Every man Jack is banging on about the importance of creativity in B2B marketing; it’s usually the same condescending line about stressing to in-house marketers how important creativity is to the effectiveness of their campaigns. As if they’ve just arrived in a gift-bowed bassinet delivered by a stork.
Even we’re bored of it and we’re not the target of agency advertising (unless they’ve really messed up their media buying), so we can only imagine what you lot in-house think about it. The value of creativity isn’t up for debate, and we reckon that clients have recognised this for years.
But the challenge is finding an agency that does this well, which isn’t helped by the confusing way many agencies describe what they do. The different approaches, philosophies, over-complicated diagrams of martech you’ll never afford or use 90% of the functionality from. With all this noise how do you sort the wheat from the chaff when it comes to creative quality?
Here are some of the important factors we think you should look for…
1. Good design doesn’t equal good creativity
This is a common misconception that more and more agencies seem to be fuelling. Good design is a crucial part of the mix, of course, but it’s not the same as the ability to come up with the great idea in the first place. If you look at the skillsets of the most famous ad people it’s no coincidence that there’s a healthy mix of different backgrounds and disciplines in there. Bill Bernbach started out as a copywriter, David Ogilvy was a salesman (among other things) and Leo Burnett began his career as a journalist.
You’d let those guys near Adobe at your peril, but they were still responsible for some of the most successful campaigns in history. So when you’re assessing the creative ability of an agency, look beyond their design capabilities. Test how they think, test what some of their favourite campaigns are and why, ask them to talk you through the process behind some of their portfolio.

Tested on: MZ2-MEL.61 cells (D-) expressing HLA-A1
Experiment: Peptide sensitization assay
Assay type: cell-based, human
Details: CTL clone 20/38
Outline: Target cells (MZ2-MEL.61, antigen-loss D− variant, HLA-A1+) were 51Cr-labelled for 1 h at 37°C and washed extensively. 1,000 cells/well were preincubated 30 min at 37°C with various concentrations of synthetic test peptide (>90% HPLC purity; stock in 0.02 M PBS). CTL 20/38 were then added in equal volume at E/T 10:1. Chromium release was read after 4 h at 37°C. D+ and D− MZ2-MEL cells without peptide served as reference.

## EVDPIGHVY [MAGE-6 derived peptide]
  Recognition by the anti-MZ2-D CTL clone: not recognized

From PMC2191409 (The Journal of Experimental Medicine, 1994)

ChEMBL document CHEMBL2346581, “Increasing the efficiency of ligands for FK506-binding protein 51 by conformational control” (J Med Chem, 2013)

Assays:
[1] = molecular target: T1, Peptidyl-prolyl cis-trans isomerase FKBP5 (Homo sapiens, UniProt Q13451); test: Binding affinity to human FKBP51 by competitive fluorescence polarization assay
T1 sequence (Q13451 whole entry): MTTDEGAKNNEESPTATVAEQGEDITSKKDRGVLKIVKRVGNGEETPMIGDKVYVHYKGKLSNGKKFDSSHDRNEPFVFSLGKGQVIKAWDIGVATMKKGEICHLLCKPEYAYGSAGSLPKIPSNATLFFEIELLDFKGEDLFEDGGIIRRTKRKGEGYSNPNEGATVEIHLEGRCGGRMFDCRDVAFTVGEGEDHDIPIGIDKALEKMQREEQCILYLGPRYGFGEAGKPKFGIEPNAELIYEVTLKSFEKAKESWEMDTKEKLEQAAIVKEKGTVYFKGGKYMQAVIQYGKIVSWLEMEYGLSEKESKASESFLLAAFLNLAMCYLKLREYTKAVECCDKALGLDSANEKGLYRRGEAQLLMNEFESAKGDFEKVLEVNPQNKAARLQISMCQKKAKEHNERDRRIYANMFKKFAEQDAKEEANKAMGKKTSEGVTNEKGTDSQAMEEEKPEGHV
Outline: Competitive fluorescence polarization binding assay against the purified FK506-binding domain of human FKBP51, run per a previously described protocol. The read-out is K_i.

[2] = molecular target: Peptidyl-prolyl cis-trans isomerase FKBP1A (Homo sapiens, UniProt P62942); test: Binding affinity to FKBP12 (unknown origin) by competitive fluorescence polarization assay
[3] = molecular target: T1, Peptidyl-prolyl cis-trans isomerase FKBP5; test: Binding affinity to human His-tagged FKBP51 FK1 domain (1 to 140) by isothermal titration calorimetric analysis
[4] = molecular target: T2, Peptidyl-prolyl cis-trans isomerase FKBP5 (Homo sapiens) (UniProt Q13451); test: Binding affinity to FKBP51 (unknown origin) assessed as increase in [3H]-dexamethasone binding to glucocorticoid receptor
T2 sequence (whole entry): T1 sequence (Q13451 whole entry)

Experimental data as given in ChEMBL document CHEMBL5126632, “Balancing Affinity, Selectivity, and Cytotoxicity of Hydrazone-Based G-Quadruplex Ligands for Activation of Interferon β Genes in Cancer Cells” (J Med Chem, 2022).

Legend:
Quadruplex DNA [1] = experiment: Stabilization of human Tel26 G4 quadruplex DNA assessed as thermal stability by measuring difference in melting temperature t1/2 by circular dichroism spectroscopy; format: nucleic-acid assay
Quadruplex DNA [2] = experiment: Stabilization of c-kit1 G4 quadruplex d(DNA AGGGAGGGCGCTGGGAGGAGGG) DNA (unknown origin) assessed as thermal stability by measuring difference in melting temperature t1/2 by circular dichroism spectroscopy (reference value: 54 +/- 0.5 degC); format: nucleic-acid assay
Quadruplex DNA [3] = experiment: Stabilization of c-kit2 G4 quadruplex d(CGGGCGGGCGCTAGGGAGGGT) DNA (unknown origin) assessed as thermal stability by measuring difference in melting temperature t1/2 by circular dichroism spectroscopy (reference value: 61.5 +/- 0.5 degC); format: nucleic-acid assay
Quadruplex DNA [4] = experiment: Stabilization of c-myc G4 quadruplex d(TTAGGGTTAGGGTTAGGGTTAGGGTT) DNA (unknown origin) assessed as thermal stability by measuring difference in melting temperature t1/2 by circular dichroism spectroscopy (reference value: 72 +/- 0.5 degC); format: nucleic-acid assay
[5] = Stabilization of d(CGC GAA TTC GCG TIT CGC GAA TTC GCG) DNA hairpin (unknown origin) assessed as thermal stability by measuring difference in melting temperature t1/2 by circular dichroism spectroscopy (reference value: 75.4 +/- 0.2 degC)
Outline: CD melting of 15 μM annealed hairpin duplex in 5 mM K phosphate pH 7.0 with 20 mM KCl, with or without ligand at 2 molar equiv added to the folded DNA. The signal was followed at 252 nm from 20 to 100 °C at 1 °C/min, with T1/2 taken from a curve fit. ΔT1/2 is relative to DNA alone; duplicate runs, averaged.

2. The best ideas won’t happen without a good briefing process
This might seem counterintuitive in a way, as the last thing you want is to limit creativity with too much process. But it’s about how creativity is focussed. If your agency spends enough time getting to truly understand the problem you’re facing, then they’ll be able to produce a brief that hits the mark. In turn, that means the creative minds are given the freedom of a tight brief to focus their thinking. Without that prep work, you’re relying on luck to get things right.
You can usually test how capable an agency is with regards to briefing by asking them to take you through their process. What does a typical briefing form look like? What kind of questions do they ask? How do this link into the creative team?
3. Make sure they’re nerds
B2B marketing involves balancing a load of important technical information with the need to communicate effectively. If your agency can only do the second part of that, then your job is a lot harder in policing where they will likely go wrong – where a creative idea might completely overstep the mark or undermine the credibility of what you’re trying to achieve.
The benefit of working with nerds is that they’re interested in all that technical information, and their understanding feeds into the quality of creative ideas produced. They have a natural curiosity to learn about new stuff. So you’re not going to get back a load of off-beam junk that you’d never be able to sell to the board, and instead receive ideas that might push the limits creatively but in a way that still fits with what your business does.